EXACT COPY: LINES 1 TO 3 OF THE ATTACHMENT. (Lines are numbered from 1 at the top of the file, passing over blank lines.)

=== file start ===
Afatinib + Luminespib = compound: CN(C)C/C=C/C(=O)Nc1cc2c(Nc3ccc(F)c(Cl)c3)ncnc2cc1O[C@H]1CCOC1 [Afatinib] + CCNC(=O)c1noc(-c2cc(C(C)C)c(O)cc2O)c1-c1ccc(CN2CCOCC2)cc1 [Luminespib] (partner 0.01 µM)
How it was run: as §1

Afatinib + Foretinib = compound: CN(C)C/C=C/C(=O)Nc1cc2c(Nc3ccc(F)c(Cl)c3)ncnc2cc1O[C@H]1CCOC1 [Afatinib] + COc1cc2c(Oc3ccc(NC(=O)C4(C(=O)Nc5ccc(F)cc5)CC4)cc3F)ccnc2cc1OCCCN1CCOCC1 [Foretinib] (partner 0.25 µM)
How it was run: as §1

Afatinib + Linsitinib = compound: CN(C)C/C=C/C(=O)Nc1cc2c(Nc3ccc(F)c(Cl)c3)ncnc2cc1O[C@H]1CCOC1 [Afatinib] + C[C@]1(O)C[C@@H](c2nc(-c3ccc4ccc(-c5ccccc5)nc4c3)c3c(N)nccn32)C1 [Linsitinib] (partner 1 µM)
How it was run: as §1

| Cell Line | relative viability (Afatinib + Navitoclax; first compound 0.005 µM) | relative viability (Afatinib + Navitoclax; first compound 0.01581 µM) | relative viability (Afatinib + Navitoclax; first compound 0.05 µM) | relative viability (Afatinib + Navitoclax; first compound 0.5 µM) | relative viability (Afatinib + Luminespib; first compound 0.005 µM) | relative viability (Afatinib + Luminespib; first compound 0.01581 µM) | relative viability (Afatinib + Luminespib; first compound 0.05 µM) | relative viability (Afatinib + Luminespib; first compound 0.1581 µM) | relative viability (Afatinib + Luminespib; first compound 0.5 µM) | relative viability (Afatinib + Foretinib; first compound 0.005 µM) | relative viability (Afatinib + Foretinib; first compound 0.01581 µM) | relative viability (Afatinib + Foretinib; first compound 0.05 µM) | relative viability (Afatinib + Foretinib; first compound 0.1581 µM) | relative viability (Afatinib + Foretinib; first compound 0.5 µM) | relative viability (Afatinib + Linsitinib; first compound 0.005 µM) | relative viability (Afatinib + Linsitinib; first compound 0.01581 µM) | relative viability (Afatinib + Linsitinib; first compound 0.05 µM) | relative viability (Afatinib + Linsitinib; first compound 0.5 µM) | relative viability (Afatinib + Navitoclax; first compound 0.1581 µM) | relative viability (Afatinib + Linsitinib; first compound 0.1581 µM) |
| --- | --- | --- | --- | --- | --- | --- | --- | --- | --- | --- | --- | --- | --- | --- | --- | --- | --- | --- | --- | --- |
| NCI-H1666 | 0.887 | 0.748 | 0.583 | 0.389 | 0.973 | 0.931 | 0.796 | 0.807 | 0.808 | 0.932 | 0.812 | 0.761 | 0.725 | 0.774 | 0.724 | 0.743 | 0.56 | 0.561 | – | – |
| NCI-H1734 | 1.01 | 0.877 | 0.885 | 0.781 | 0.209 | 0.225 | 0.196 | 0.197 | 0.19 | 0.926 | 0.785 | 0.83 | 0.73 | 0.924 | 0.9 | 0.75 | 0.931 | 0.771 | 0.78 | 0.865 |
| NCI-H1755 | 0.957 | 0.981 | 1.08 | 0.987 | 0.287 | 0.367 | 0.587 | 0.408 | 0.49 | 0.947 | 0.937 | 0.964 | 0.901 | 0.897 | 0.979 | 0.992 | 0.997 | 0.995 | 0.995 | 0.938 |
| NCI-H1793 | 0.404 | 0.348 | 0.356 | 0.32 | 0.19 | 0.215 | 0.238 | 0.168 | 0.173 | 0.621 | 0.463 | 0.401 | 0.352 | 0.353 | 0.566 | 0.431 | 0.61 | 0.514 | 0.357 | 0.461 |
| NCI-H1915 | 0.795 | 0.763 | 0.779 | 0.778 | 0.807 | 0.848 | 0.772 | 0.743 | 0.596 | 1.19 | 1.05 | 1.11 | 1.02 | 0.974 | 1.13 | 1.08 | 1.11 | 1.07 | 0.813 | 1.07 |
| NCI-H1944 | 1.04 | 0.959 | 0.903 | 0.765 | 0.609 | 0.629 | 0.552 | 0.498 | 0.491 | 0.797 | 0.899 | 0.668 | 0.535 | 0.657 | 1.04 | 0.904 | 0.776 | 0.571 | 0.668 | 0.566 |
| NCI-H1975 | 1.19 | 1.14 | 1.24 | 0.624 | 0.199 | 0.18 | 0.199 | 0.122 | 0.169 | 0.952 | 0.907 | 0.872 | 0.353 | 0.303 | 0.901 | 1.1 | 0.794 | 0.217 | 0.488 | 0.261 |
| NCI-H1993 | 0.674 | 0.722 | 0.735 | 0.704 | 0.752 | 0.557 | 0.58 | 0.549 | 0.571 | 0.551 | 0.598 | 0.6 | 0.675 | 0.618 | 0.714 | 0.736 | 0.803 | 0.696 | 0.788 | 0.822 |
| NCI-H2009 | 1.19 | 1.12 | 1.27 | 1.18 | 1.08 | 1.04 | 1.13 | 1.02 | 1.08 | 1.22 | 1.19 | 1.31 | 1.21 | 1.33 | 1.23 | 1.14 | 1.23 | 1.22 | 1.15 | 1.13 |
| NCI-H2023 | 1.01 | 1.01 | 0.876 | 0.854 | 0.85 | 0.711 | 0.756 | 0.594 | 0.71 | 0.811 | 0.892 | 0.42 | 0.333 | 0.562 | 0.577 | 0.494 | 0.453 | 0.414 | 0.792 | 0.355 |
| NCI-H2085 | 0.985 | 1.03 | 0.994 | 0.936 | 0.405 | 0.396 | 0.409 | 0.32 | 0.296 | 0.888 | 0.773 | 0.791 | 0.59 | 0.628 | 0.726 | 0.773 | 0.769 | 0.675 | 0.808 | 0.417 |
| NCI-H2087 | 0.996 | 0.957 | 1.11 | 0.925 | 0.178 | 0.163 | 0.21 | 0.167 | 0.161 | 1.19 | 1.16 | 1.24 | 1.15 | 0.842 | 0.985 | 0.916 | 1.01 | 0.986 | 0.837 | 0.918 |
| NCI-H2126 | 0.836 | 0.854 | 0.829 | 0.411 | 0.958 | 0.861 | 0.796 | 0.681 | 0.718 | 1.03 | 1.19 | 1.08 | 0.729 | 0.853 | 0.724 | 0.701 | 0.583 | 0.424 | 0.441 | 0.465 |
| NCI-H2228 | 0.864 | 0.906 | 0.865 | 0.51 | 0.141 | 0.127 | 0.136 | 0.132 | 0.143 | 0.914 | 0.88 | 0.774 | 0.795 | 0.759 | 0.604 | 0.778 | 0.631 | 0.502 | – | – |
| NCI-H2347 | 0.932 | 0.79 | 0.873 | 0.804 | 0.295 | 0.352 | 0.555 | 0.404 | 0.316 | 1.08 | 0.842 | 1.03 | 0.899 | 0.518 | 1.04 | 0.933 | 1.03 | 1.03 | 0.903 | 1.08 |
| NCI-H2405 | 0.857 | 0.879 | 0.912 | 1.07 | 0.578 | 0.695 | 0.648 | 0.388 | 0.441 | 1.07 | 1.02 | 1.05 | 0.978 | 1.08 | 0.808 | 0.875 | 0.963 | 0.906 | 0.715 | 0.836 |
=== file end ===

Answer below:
Afatinib + Luminespib = compound: CN(C)C/C=C/C(=O)Nc1cc2c(Nc3ccc(F)c(Cl)c3)ncnc2cc1O[C@H]1CCOC1 [Afatinib] + CCNC(=O)c1noc(-c2cc(C(C)C)c(O)cc2O)c1-c1ccc(CN2CCOCC2)cc1 [Luminespib] (partner 0.01 µM)
How it was run: as §1

Afatinib + Foretinib = compound: CN(C)C/C=C/C(=O)Nc1cc2c(Nc3ccc(F)c(Cl)c3)ncnc2cc1O[C@H]1CCOC1 [Afatinib] + COc1cc2c(Oc3ccc(NC(=O)C4(C(=O)Nc5ccc(F)cc5)CC4)cc3F)ccnc2cc1OCCCN1CCOCC1 [Foretinib] (partner 0.25 µM)